HTML 5

HTML 5 Markup Language

There are two major specifications competing to replace HTML 4 and XHTML 1. They are XHTML 2.0 and Web Applications 1.0, also known as HTML5. These coding languages take different approaches and will no doubt have different outcomes in terms of the future development and design.

html5

XHTML 2 is a bold step forward intended to create an architecture that will become the host language to many other W3C technologies already in use. XHTML 2 is based solely on XML, a technology that most believe will enable the Web to reach its full potential. XHTML 2 is driven by how markup should be used, rather than by how markup is currently used.

HTML 5 is an extension of HTML4 and XHTML 1. Working within the confines of HTML 4 and XHTML 1, HTML 5 has devised new solutions to address some of the faults found in HTML 4 and XHTML 1. HTML5 can be also be served as HTML or XML. Unlike XHTML 2, HTML 5 is influenced by how markup is currently used throughout the web. Both HTML 5 and XHTML 2 are at the stage of working drafts. Both specifications are expected to change, and several years will most likely pass before they become standards.

What’s New in HTML 5

html 5 HTML 5 introduces new elements that will partition a Web pages content into sections (represented in the above picture). These section elements will help search engines and other web technologies to better process a sites content. For example the new HTML5 dialog element represents a conversation containing dt elements which identify the speaker, and dd elements which represent the speakers’ quotes. Other enhancements include Improved web forms handling, for example the input element which is being enhanced to support email, url, date-related, time-related, and numeric data types. This means more validation can occur on the client side instead of on the server. The <canvas> element allows image scripting on the fly and users will also be able to edit and interact with sections of a web page directly. HTML 5 also supports a new “data” attribute which you can add inside elements to store arbitrary bits of information, to be later parsed. HTML 5 will redefine how web developers mark up content. It will provide a better way to describe the content displayed on a web page, enable more complex content types, improve media and web application support, and increase the interoperability of HTML documents. View a showcase of websites using HTML5.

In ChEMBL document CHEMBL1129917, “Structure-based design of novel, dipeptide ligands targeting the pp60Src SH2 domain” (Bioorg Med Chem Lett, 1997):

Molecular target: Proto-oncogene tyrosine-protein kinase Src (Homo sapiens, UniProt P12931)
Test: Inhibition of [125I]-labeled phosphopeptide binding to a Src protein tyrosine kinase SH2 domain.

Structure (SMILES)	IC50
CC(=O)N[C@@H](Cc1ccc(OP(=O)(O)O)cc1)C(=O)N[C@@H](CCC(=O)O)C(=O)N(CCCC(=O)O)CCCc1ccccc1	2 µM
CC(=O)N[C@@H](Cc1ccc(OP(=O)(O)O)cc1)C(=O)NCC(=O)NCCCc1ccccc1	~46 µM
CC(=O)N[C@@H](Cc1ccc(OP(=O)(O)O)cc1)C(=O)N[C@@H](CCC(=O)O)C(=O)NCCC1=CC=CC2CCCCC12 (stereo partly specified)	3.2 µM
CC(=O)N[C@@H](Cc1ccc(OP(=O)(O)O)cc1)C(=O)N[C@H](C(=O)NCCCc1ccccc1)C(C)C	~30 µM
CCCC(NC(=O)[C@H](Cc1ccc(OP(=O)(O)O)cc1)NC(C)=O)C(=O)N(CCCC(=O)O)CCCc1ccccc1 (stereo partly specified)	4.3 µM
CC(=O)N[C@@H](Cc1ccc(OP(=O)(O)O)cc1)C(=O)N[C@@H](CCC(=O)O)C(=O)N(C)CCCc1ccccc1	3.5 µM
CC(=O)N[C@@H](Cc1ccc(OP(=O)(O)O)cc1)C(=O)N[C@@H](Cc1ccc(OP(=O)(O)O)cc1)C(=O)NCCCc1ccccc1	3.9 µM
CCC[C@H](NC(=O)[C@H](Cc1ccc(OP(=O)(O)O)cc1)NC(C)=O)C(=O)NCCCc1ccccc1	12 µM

HTML 5 Shortcomings

HTML 5 is a reaction to the slow progress made by the W3C in delivering a replacement for HTML 4 and XHTML 1. As a result, the process of developing HTML 5 can seem a-bit rushed, and many feel that the spec came out of nowhere and is being fast tracked. Even some of the main stakeholders directly involved feel the time lines and milestones for developing the spec are completely unrealistic. Since every one of us is a stakeholder in this process because the Web belongs to everyone, only an honest and open debate can ensure that the best spec emerges. The development process for HTML 5 is more open than XHTML 2. Everyone is welcome to participate in its development at the HTML 5 mailing list.

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  2 comments for “HTML 5

  1. June 14, 2009 at 4:24 pm

    I’m voting for xhtml 2 (strict).
    XML is the way to go… content, behavior and style all separated. Ya gotta keep em seprated…

  2. Dylan Wagstaff
    June 14, 2009 at 5:55 pm

    I agree style seems to convey a sense of emotion and although behavior is far more closely related to style than content is, I believe it is far to complex to be combined with style.
    A Hypertext Markup Language should be Extensible and although HTML5 offers XML, a pure XML language via XHTML 2.0 just makes me wonder about the possibilities.

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